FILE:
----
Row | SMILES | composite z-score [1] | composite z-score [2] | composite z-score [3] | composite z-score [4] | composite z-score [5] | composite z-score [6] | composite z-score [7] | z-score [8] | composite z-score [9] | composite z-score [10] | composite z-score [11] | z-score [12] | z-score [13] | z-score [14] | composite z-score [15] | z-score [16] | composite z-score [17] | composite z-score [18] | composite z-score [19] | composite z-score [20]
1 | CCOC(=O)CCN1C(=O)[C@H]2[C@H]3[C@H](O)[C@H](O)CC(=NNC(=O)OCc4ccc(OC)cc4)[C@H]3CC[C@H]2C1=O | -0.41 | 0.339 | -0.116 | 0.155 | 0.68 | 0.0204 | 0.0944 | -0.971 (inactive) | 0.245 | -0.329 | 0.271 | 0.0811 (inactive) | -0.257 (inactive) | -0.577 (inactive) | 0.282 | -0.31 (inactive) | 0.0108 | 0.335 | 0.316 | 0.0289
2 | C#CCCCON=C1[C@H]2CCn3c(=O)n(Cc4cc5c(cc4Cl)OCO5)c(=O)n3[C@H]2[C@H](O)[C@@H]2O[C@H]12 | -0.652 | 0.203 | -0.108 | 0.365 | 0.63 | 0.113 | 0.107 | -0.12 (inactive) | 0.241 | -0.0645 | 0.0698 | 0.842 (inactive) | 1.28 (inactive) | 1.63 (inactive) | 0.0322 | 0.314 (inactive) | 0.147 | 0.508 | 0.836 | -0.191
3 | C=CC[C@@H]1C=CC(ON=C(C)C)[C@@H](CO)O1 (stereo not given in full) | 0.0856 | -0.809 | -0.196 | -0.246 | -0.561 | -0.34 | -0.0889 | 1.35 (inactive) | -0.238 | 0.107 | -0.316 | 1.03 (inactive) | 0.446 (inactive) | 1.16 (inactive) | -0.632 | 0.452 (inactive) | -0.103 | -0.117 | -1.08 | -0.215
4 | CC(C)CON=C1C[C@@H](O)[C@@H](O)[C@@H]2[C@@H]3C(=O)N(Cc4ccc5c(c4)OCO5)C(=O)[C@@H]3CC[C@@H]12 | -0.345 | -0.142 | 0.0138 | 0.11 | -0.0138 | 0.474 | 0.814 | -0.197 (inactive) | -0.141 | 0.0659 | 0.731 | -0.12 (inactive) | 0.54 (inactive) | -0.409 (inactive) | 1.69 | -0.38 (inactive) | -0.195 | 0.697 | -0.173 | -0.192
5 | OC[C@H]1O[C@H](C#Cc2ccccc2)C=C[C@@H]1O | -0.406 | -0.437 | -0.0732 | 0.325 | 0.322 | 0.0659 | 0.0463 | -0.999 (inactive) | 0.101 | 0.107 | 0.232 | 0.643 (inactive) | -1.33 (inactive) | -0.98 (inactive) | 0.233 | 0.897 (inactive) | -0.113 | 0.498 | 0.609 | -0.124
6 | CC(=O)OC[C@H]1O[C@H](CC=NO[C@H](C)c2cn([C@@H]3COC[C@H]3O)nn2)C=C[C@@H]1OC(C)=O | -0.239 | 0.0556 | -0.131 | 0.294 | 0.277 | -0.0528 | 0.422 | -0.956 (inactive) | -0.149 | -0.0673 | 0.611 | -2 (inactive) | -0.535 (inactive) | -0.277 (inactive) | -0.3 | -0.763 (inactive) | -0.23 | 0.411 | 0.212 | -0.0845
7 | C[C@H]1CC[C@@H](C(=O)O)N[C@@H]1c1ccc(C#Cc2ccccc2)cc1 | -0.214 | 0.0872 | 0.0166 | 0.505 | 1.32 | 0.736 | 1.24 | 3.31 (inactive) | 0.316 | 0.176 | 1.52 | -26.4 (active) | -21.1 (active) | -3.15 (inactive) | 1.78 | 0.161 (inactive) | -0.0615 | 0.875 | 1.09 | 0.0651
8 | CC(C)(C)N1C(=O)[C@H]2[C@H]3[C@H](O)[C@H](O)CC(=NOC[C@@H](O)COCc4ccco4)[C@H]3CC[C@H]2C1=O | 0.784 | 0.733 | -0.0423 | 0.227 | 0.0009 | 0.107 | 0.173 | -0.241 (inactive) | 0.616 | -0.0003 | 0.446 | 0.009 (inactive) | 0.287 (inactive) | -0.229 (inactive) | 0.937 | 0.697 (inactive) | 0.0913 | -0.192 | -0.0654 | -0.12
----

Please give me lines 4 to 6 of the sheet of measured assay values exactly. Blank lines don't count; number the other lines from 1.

3 | C=CC[C@@H]1C=CC(ON=C(C)C)[C@@H](CO)O1 (stereo not given in full) | 0.0856 | -0.809 | -0.196 | -0.246 | -0.561 | -0.34 | -0.0889 | 1.35 (inactive) | -0.238 | 0.107 | -0.316 | 1.03 (inactive) | 0.446 (inactive) | 1.16 (inactive) | -0.632 | 0.452 (inactive) | -0.103 | -0.117 | -1.08 | -0.215
4 | CC(C)CON=C1C[C@@H](O)[C@@H](O)[C@@H]2[C@@H]3C(=O)N(Cc4ccc5c(c4)OCO5)C(=O)[C@@H]3CC[C@@H]12 | -0.345 | -0.142 | 0.0138 | 0.11 | -0.0138 | 0.474 | 0.814 | -0.197 (inactive) | -0.141 | 0.0659 | 0.731 | -0.12 (inactive) | 0.54 (inactive) | -0.409 (inactive) | 1.69 | -0.38 (inactive) | -0.195 | 0.697 | -0.173 | -0.192
5 | OC[C@H]1O[C@H](C#Cc2ccccc2)C=C[C@@H]1O | -0.406 | -0.437 | -0.0732 | 0.325 | 0.322 | 0.0659 | 0.0463 | -0.999 (inactive) | 0.101 | 0.107 | 0.232 | 0.643 (inactive) | -1.33 (inactive) | -0.98 (inactive) | 0.233 | 0.897 (inactive) | -0.113 | 0.498 | 0.609 | -0.124